Friday, 8 November 2019

Our speaker Jonathan Coppel looks at the long-term effect the trade war may have on the global rules-based trading order and the efficacy and architecture of its core institution, the World Trade Organisation – and calls on Australia to continue to defend free trade and the rules-based system that it requires.

In Donald Trump’s inaugural address, he declared; “We must protect our borders from the ravages of other countries making our products, stealing our companies, and destroying our jobs”. His words were followed through with decisions that left few doubting his bravado. Over the past two years we have witnessed the fastest escalation in protectionist measures ever seen in the era of the rules-based trading order. If the announced measures are followed through, the average bilateral tariff between the US and China will stand close to 25 per cent by the end of the year, a seven-fold increase. Not surprisingly, higher tariffs have slowed growth in global trade, and policy uncertainty is deferring investment decisions. These effects will likely unwind once the US-China trade stoush is resolved, but will this period permanently change the rules-based trading order itself?

Prima facie, it is hard to see otherwise. After all, it is a major concern when countries not only begin to flout the rules-based trading order but take deliberate steps, such as disrupting the dispute settlement system, to weaken it. Some fear this could ultimately lead to a breakdown of the rules-based multilateral system which the United States has led and championed since the end of the Second World War in favour of ‘managed’ trade. However, I think it would be a mistake to read too much into the ongoing trade war. Equally, it is hard to see how the trade fracas of the last two years could leave the system unchanged.

The rules-based trading order and the spirit of multilateralism more generally, have reached a fork in the road. The trade war is a symptom of a broader malaise, extending to the core of the rules-based trading order – the World Trade Organisation (WTO). No broad multilateral agreement has been concluded since 1994. The body of rules and procedures of the organisation has not kept pace with the changing nature of trade, notably the rise of global supply chains and digital trade. Nor has it kept pace with new issues, like forced technology transfer or the internationalisation of State-owned enterprises. And the timely compliance with transparency procedures is slipping. In short, the WTO’s authority and credibility are taking a hiding. Yet in every crisis, there’s opportunity.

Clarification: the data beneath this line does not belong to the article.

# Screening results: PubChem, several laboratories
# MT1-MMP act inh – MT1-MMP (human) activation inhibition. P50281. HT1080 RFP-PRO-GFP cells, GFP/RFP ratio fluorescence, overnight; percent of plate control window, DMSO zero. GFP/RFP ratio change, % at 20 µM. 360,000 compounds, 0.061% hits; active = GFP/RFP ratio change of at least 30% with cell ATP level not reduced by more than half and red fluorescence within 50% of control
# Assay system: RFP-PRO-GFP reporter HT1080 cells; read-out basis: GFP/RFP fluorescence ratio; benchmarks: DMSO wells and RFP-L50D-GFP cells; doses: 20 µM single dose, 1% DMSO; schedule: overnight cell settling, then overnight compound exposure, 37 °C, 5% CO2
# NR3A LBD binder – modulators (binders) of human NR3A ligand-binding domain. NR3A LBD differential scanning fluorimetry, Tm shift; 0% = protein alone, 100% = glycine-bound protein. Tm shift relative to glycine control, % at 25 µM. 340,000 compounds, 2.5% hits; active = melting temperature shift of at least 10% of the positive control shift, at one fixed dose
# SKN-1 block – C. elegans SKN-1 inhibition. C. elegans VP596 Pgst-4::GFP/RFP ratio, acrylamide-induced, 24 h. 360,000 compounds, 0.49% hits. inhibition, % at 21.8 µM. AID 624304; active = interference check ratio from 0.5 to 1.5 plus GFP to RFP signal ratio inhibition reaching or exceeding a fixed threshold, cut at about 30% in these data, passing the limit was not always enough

The opportunity must lie with changing the system we have for the better, together – not breaking it apart. Australia has a strong incentive to follow this path, as we and other middle-sized economies have the most to lose from a weakening of the rules-based trading order. The single most important policy-setting for Australia is to keep our own borders open to trade and investment and to continue working towards freer markets. There is ample scope for the Australian government to remove ‘nuisance’ tariffs, lower non-tariff barriers, simplify rules of origin and avoid anti-dumping duties. Australia should also continue to work with other countries to build consensus on how to resolve long-standing and escalating challenges facing the WTO. In this regard, it is encouraging that Australia and other countries are striving within the WTO and in other fora – the Regional Comprehensive Economic Partnership being the latest example – to improve and update our trading system.

The importance of strengthening in an even-handed manner the rules-based system that governs international trade – which has underpinned the growth in world trade, boosted living standards and prevented a relapse into protectionism for the past 70 years – cannot be underestimated.

Jonathan Coppel was reappointed as a full-time Commissioner in July 2016. Jonathan is an economist with extensive international and domestic experience advising governments on macroeconomic, investment, energy, social, environmental and regulatory policy.

Prior to his appointment, Jonathan was Head of the OECD G20 Sherpa office. During his OECD career he held senior roles as Counsellor to the Chief Economist, Executive Manager of the NEPAD-OECD Africa Investment Initiative, Head of the EU and UK Desks and analyst at the International Energy Agency. In Australia he has held senior management positions at the Reserve Bank and started his career at the Commonwealth Treasury.


Migrate — UWA Public Policy Institute